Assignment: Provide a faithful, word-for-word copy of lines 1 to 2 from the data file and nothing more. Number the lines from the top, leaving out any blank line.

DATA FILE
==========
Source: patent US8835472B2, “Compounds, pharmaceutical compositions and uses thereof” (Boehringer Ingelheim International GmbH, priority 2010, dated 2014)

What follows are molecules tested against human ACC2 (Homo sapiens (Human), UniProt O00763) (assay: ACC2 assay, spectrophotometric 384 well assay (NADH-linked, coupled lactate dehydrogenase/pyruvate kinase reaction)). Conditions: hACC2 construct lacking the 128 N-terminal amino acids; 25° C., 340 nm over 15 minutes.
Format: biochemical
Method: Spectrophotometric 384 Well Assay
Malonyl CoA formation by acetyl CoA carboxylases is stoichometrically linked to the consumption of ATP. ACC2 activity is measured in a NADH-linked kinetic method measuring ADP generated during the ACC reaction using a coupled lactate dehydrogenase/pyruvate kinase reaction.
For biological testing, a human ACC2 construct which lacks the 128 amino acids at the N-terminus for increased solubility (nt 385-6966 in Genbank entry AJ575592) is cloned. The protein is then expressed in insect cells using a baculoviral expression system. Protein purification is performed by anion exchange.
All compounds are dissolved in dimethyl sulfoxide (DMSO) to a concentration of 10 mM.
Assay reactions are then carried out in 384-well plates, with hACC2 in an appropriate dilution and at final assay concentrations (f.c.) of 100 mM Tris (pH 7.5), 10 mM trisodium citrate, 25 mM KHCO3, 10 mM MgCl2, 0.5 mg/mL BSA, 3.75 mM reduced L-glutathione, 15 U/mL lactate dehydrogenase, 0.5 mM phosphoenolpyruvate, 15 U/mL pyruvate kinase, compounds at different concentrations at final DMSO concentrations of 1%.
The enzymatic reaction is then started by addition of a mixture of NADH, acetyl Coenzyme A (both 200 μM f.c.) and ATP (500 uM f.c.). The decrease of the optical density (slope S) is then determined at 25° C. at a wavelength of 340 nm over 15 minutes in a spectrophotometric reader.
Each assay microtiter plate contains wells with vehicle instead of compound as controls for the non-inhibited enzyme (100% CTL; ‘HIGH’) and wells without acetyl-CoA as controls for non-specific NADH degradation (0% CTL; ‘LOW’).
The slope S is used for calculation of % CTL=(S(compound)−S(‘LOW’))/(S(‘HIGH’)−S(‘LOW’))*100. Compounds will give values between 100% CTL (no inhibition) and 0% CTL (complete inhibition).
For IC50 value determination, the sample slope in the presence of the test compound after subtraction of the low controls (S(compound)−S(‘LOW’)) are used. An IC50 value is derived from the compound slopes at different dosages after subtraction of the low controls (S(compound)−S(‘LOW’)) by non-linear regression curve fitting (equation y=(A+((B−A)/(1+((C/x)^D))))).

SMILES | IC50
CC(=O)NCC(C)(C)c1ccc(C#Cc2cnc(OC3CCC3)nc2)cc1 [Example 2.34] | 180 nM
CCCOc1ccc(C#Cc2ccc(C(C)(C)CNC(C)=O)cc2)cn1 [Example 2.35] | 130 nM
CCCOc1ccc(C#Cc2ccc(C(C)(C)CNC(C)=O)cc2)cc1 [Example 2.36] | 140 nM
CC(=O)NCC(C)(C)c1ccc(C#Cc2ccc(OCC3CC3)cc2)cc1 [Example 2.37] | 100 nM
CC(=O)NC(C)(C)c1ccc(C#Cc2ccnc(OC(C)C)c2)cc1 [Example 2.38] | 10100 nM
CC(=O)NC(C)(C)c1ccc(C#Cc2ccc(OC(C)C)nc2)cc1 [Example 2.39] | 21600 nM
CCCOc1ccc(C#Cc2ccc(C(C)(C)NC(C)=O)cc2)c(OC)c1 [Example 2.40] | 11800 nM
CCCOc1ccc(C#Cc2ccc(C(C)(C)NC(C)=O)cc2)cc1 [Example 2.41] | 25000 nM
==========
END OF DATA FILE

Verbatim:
Source: patent US8835472B2, “Compounds, pharmaceutical compositions and uses thereof” (Boehringer Ingelheim International GmbH, priority 2010, dated 2014)

What follows are molecules tested against human ACC2 (Homo sapiens (Human), UniProt O00763) (assay: ACC2 assay, spectrophotometric 384 well assay (NADH-linked, coupled lactate dehydrogenase/pyruvate kinase reaction)). Conditions: hACC2 construct lacking the 128 N-terminal amino acids; 25° C., 340 nm over 15 minutes.